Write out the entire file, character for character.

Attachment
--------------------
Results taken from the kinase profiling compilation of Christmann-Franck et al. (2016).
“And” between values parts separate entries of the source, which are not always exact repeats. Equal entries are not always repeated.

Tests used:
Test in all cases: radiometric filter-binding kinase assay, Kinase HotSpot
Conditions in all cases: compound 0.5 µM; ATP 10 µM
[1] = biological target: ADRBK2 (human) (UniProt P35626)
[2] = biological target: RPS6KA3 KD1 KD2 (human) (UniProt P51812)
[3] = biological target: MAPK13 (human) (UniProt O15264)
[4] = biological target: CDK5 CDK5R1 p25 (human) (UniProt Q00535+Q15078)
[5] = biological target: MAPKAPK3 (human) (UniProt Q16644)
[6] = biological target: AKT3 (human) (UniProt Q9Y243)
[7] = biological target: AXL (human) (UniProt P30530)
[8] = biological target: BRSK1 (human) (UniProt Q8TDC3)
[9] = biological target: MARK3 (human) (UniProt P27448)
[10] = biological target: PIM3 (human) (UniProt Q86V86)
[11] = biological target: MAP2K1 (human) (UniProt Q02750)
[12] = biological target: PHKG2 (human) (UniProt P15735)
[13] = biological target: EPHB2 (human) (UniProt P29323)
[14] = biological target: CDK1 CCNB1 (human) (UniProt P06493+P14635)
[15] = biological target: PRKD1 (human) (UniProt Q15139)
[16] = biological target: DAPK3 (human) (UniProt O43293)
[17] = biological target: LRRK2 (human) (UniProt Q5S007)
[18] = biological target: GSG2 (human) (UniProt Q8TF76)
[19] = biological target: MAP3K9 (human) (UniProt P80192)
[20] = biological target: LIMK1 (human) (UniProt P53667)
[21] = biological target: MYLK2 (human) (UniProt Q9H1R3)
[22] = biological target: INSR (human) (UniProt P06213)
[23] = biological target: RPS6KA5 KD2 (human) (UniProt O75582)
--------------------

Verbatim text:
Results taken from the kinase profiling compilation of Christmann-Franck et al. (2016).
“And” between values parts separate entries of the source, which are not always exact repeats. Equal entries are not always repeated.

Tests used:
Test in all cases: radiometric filter-binding kinase assay, Kinase HotSpot
Conditions in all cases: compound 0.5 µM; ATP 10 µM
[1] = biological target: ADRBK2 (human) (UniProt P35626)
[2] = biological target: RPS6KA3 KD1 KD2 (human) (UniProt P51812)
[3] = biological target: MAPK13 (human) (UniProt O15264)
[4] = biological target: CDK5 CDK5R1 p25 (human) (UniProt Q00535+Q15078)
[5] = biological target: MAPKAPK3 (human) (UniProt Q16644)
[6] = biological target: AKT3 (human) (UniProt Q9Y243)
[7] = biological target: AXL (human) (UniProt P30530)
[8] = biological target: BRSK1 (human) (UniProt Q8TDC3)
[9] = biological target: MARK3 (human) (UniProt P27448)
[10] = biological target: PIM3 (human) (UniProt Q86V86)
[11] = biological target: MAP2K1 (human) (UniProt Q02750)
[12] = biological target: PHKG2 (human) (UniProt P15735)
[13] = biological target: EPHB2 (human) (UniProt P29323)
[14] = biological target: CDK1 CCNB1 (human) (UniProt P06493+P14635)
[15] = biological target: PRKD1 (human) (UniProt Q15139)
[16] = biological target: DAPK3 (human) (UniProt O43293)
[17] = biological target: LRRK2 (human) (UniProt Q5S007)
[18] = biological target: GSG2 (human) (UniProt Q8TF76)
[19] = biological target: MAP3K9 (human) (UniProt P80192)
[20] = biological target: LIMK1 (human) (UniProt P53667)
[21] = biological target: MYLK2 (human) (UniProt Q9H1R3)
[22] = biological target: INSR (human) (UniProt P06213)
[23] = biological target: RPS6KA5 KD2 (human) (UniProt O75582)